A family decision on hockey future


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January 28, 2016 8:15 AM

When it came time to decide where the Laumbach sisters would play hockey this season, it was a family decision.

Reece, a 16-year-old defenceman, and Payton, a 14-year-old forward, both played for the Lloydminster Ice Cats bantam AAA hockey team in 2014-15. Reece was the teams captain, while Payton was the teams leading scorer in both goals and point with 17 goals and 29 points in 31 games.

They caught the attention of the Warner Hockey School, who extended an offer for both young ladies to play for the Warriors this season. The family would visit the hockey academy back in May of last year, at a time when Lloydminster didn’t have a coach in place at the midget or bantam levels.

With the uncertainty of midget hockey in Lloydminster at the midget level as well, the family made the decision for the sisters to attend the academy to further their hockey career, which came with it plenty of benefits that couldn’t be overlooked.

“Once they met the coach and seen the facilities, they were really excited about the opportunity,” said father Randy Laumbach. “It was completely their option to go. We would definitely back them. The final decision was once we went down there ... and met the coach, we knew the coaching was second to none at this level. And the competition at this level is as high as you are going to play at this age group.”

Warner head coach Mikko Makela, who has been with the academy for nine years, was one of the main reasons the Laumbach’s decided to make the move to the hockey academy, as the family knew he offered the best coaching opportunity for the sisters.

Add in more ice time, more practices during the week, increased off-ice training and higher competition at showcase tournaments and in the Junior Women’s Hockey League, Warner offered a greater opportunity that the sisters would be noticed by school scouts and earn a scholarship.

This season, Reece would have played for the Lloydminster Steelers midget AAA team, while Paytn would have been a front runner to be the top goal scorer in the league with the Ice Cats for another year. Instead, Payton, a Grade 9 student, is ninth in team scoring with six goals and 15 points in 35 games played as the youngest player with Warner, while Reece, a Grade 10 student, has played in 32 games.

The decision did come with a hefty price tag, as tuition for Warner is set at $33,000 per player. But Laumbach said it was a family sacrifice financially to put their kids into a hockey academy, a decision that is not for everyone. But it is also a sacrifice for the players, who are moving away from home for the first time and are put into a high competitive environment, away from their friends, familiar teachers and their old teammates.

“It was a bit of a risk and definitely a bit of a burden for everybody when you are talking that kind of money,” said Laumbach. “It has helped them a lot hockey wise and they are doing good in school, so there is no regrets on the girls part or our part for this season. It has been a great experience and it has helped them focus on what is out there and what is the next step.”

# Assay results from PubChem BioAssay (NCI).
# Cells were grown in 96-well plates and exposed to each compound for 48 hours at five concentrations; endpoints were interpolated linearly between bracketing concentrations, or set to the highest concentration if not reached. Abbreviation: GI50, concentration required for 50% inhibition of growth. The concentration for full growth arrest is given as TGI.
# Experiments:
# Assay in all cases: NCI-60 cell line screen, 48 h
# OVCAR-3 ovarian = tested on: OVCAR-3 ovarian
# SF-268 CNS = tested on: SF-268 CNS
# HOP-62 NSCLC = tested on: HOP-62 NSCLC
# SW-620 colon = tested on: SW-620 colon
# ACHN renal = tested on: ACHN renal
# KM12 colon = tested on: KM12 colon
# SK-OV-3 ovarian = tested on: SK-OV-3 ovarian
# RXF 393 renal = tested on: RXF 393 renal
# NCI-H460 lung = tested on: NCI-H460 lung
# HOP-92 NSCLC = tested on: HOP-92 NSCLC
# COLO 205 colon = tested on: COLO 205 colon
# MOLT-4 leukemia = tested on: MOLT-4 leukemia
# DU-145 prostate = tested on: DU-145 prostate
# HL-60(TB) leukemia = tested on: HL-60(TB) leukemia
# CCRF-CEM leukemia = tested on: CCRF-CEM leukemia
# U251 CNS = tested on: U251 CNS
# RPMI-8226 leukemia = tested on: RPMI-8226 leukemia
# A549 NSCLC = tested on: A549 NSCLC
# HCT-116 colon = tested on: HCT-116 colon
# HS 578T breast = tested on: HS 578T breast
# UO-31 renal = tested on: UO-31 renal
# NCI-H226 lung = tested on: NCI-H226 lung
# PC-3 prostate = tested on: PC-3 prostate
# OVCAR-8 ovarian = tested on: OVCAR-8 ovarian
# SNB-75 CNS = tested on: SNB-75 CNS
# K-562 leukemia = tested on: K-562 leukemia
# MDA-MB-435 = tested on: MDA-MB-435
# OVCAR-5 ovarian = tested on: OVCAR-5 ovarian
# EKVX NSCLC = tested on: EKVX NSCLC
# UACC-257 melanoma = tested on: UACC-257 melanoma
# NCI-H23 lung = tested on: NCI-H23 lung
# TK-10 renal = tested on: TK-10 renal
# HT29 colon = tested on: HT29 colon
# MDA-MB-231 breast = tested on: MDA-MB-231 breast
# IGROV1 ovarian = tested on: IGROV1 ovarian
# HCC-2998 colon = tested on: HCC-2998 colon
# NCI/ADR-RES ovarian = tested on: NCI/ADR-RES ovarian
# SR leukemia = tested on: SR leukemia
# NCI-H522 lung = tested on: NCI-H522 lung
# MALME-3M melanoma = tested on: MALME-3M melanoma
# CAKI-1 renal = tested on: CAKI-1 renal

Warner is no stranger in getting top players from Lloydminster to join their academy. Delaney Ross, who led the Alberta Major Midget Female Hockey League two seasons ago with 78 points, was the leader in scoring with Warner in her first year with the academy last season, scoring 62 goals and 106 points in 62 games. She currently leads this year’s team with 44 goals and 75 points.

Kennedy Ganser, a close friend to Laumbach’s who advocated for the academy, is also in her second season with Warner where she has been in the top three in scoring and is currently the captain of the team. She committed to the University of Alberta this season.

But in each case, which includes the Laumbach’s, the decision to go to an academy was a family decision, one that wasn’t made in haste, but rather looked at from the perspective of getting the girls better on-ice training, while also making sure their schooling remained a priority.

It was also only a one year deal to start, as Laumbach said the plan is to finish the season at Warner and then reevaluate over the spring to decide if the girls will return to the academy or play back in Lloydminster. Considering the family lives in Wainwright, travel costs will be higher, so what it comes down to is what Lloydminster will be offering next year in terms of coaching, on and off ice development and quality of play, and whether-or-not they have a team after Hockey Alberta decides what to do with the AAA program next month.

“We have always approached this as taking it one year at a time,” said Laumbach. “For us, if the girls are going to do this, they have to be 100 per cent committed. Whether it is AAA or academy, it is a lot of money either way and we know that. Of course the academy is more expensive, so if we are going to commit to that, they have to be all in. That goes for any level.

“We are definitely going to take a look at this once Hockey Alberta makes their announcement and look at the future of where this is going and what our girls want to do.”

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